How to Evaluate the Effectiveness of Your Web Site

Most businesses today have a web site. Once that web site has been up and active for a while, they often wonder whether their site is as effective as it might be. We work with a number of clients to help develop, position, evaluate and improve their web sites from a content standpoint (we’re not web developers, but we work with web developers on behalf of our clients).

Recently we added a new service for clients that includes an evaluation of their sites compared to their top identified competitors and the current key words that they are using to optimize their sites. It’s proven to be very useful for our clients and, actually, a lot of fun for us as we compare web sites across various service categories, research key word effectiveness and think strategically about ways that sites may be improved to boost results.

The development of a web site is difficult sometimes for organizations, regardless of how large they are or how much experience they may have. While web sites offer the opportunity to share a wide range of inter-related and inter-connected information and to link to other communication tools, like social media sites, that ability creates added complexity.  If that complexity is not navigated well, the result can be confusion for visitors to the site.

We take a very pragmatic approach to the evaluation of the sites we review. We start with some analysis of search results for the clients’ key words based on their search results compared to their competitors. We then review and analyze  potential new key words that might provide better results. We look at competitors’ sites to see how they are positioning their services and to identify any potential best practices or gaps in their strategies.

Then we turn our eyes to our client’s site. Here’s what we look for:

  • Home page: Is it informative? Is there a clear sense of intended audience? Does it set the stage for visitors and support the brand?
  • Navigation: Is the navigation intuitive from a user standpoint? Does it provide ease of use? Is it consistent from page to page?
  • Site organization: Is the site organized intuitively from a user standpoint? Is it easy to understand? Is there a consistent look and feel to the site?
  • Links and labels: Are labels on section headers and content groupings easy to understand? Are links easy to distinguish from each other? Are they informative (e.g. no “click here”)?
  • Search and search results: Is there a search engine: Is the search engine easy to use? Are there basic and advanced search functions? Are results organized and easy to understand? Do they give relevance weightings or provide context?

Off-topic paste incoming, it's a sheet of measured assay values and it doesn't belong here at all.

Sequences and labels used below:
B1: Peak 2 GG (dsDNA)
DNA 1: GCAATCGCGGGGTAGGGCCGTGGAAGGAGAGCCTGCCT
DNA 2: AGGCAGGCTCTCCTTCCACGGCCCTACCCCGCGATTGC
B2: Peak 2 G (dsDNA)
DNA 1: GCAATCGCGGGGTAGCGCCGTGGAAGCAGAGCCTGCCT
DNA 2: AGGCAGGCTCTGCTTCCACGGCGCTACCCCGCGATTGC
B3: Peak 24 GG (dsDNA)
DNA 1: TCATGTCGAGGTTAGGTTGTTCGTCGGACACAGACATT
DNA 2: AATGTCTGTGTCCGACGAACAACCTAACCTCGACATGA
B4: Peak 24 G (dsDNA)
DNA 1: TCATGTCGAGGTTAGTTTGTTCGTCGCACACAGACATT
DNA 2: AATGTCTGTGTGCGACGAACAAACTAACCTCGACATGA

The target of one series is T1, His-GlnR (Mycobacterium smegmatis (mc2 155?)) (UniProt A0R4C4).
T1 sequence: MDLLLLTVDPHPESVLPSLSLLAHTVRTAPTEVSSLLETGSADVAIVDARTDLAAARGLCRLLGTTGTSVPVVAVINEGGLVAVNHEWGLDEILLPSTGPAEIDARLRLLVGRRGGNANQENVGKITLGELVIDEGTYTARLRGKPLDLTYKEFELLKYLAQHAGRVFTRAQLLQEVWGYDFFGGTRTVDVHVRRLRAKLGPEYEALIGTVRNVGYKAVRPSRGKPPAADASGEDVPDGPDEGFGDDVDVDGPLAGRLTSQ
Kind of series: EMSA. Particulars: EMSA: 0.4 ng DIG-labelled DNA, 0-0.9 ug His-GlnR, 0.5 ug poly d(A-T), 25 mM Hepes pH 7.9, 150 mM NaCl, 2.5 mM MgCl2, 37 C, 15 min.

• Readability: Is the font easy to read? Are line lengths acceptable? Is the site easy to scan, with chunked information, or is it just solid blocks of text?
  • Performance: Do pages load slowly or quickly? Are graphics and applications like search and multi-media presentations optimized for easy Web reading?
  • Content: Is there sufficient depth and breadth of content offerings? Does the content seem to match the mission of the organization and the needs of the audience?  Is language clear and conversational?

We also look at interactivity – e.g. use of video, social media connections – and SEO; how does the site compare to identified competitors based on the keywords being used?

Most of the sites we review already have a pretty strong foundation and are often just missing a few things that might help boost their ability to attract the right kinds of visitors and drive those visitors to some desired action. The communication concepts behind web site development, after all, are not really that much different than the concepts behind creating any kind of communication.

As with any other type of communication tool, at the outset, when you’re considering the development of a new site, or a revision of an existing site, it’s critically important to have a very clear idea of their audience and their intended outcomes:

  • What are you hoping to achieve with their web site? e.g. build awareness, develop themselves as a thought leader, generate prospects, generate sales, etc.?
  • Who is your audience and how is your audience likely to approach a site seeking the type of product/service/information they have to offer?
  • What are the key words or phrases that your audience is likely to use when searching for someone like you?
  • How have your competitors positioned themselves relative and what key word are they using?

The beauty of web site design is that you can provide high level summaries as well as drill-down detail to meet the needs of audiences at various stages of interest level. It’s important, though, to recognize that the web site may be your only chance to engage with the audience so you need to ensure that you are providing information that can answer their most critical questions about you or your products and services.

Not necessarily easy work, but important work. We like to think of it as “complex simplicity.”  If you’re at a point where you’re asking yourself: “Is my web site getting the results I’d hoped for?,” consider conducting an analysis like the one outlined above. We can help.

Tags: , , ,

Leave a Reply

Complete the math problem before submitting a comment. * Time limit is exhausted. Please reload CAPTCHA.